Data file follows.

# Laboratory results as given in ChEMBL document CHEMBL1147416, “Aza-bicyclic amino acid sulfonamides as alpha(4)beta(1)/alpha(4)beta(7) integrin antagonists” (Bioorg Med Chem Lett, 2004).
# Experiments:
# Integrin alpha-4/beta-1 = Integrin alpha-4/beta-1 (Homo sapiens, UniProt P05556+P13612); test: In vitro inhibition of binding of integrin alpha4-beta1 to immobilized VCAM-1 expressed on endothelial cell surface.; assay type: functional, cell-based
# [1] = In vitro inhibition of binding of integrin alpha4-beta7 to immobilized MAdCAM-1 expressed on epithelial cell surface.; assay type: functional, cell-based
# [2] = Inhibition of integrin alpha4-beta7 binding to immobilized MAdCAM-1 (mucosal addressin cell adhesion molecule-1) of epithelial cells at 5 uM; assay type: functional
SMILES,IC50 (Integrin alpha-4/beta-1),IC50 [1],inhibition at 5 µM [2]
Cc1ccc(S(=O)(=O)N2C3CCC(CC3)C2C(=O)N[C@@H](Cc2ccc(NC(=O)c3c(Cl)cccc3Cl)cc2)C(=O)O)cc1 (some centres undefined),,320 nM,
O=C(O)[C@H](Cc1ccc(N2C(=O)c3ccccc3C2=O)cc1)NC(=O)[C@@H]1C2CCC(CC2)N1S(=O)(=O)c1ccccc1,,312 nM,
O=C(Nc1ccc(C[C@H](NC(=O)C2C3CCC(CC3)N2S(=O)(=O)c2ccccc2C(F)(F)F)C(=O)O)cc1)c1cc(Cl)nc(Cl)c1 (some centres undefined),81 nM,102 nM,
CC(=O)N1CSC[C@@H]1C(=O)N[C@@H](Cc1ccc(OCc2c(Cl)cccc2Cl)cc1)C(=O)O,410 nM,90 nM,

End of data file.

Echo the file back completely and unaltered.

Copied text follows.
# Laboratory results as given in ChEMBL document CHEMBL1147416, “Aza-bicyclic amino acid sulfonamides as alpha(4)beta(1)/alpha(4)beta(7) integrin antagonists” (Bioorg Med Chem Lett, 2004).
# Experiments:
# Integrin alpha-4/beta-1 = Integrin alpha-4/beta-1 (Homo sapiens, UniProt P05556+P13612); test: In vitro inhibition of binding of integrin alpha4-beta1 to immobilized VCAM-1 expressed on endothelial cell surface.; assay type: functional, cell-based
# [1] = In vitro inhibition of binding of integrin alpha4-beta7 to immobilized MAdCAM-1 expressed on epithelial cell surface.; assay type: functional, cell-based
# [2] = Inhibition of integrin alpha4-beta7 binding to immobilized MAdCAM-1 (mucosal addressin cell adhesion molecule-1) of epithelial cells at 5 uM; assay type: functional
SMILES,IC50 (Integrin alpha-4/beta-1),IC50 [1],inhibition at 5 µM [2]
Cc1ccc(S(=O)(=O)N2C3CCC(CC3)C2C(=O)N[C@@H](Cc2ccc(NC(=O)c3c(Cl)cccc3Cl)cc2)C(=O)O)cc1 (some centres undefined),,320 nM,
O=C(O)[C@H](Cc1ccc(N2C(=O)c3ccccc3C2=O)cc1)NC(=O)[C@@H]1C2CCC(CC2)N1S(=O)(=O)c1ccccc1,,312 nM,
O=C(Nc1ccc(C[C@H](NC(=O)C2C3CCC(CC3)N2S(=O)(=O)c2ccccc2C(F)(F)F)C(=O)O)cc1)c1cc(Cl)nc(Cl)c1 (some centres undefined),81 nM,102 nM,
CC(=O)N1CSC[C@@H]1C(=O)N[C@@H](Cc1ccc(OCc2c(Cl)cccc2Cl)cc1)C(=O)O,410 nM,90 nM,